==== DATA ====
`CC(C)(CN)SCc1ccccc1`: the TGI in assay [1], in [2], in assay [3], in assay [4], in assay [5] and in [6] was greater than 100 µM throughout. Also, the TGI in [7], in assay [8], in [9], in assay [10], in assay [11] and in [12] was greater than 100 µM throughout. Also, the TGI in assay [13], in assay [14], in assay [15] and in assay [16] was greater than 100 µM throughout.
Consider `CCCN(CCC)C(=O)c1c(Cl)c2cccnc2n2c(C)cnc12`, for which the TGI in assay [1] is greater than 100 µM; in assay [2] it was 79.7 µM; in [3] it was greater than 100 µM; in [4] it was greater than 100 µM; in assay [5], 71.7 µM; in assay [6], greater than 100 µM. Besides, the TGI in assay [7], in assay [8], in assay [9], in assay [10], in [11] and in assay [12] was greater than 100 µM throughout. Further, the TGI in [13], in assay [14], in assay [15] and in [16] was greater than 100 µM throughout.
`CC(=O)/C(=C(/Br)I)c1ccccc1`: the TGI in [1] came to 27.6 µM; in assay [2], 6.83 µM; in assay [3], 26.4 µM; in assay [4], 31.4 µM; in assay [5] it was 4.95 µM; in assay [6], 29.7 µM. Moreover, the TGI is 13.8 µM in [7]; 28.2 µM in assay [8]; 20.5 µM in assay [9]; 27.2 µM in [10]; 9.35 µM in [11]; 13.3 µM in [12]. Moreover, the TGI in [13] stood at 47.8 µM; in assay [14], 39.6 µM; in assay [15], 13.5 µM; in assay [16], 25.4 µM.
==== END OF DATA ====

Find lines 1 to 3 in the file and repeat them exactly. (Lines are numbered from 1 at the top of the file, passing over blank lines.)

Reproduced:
`CC(C)(CN)SCc1ccccc1`: the TGI in assay [1], in [2], in assay [3], in assay [4], in assay [5] and in [6] was greater than 100 µM throughout. Also, the TGI in [7], in assay [8], in [9], in assay [10], in assay [11] and in [12] was greater than 100 µM throughout. Also, the TGI in assay [13], in assay [14], in assay [15] and in assay [16] was greater than 100 µM throughout.
Consider `CCCN(CCC)C(=O)c1c(Cl)c2cccnc2n2c(C)cnc12`, for which the TGI in assay [1] is greater than 100 µM; in assay [2] it was 79.7 µM; in [3] it was greater than 100 µM; in [4] it was greater than 100 µM; in assay [5], 71.7 µM; in assay [6], greater than 100 µM. Besides, the TGI in assay [7], in assay [8], in assay [9], in assay [10], in [11] and in assay [12] was greater than 100 µM throughout. Further, the TGI in [13], in assay [14], in assay [15] and in [16] was greater than 100 µM throughout.
`CC(=O)/C(=C(/Br)I)c1ccccc1`: the TGI in [1] came to 27.6 µM; in assay [2], 6.83 µM; in assay [3], 26.4 µM; in assay [4], 31.4 µM; in assay [5] it was 4.95 µM; in assay [6], 29.7 µM. Moreover, the TGI is 13.8 µM in [7]; 28.2 µM in assay [8]; 20.5 µM in assay [9]; 27.2 µM in [10]; 9.35 µM in [11]; 13.3 µM in [12]. Moreover, the TGI in [13] stood at 47.8 µM; in assay [14], 39.6 µM; in assay [15], 13.5 µM; in assay [16], 25.4 µM.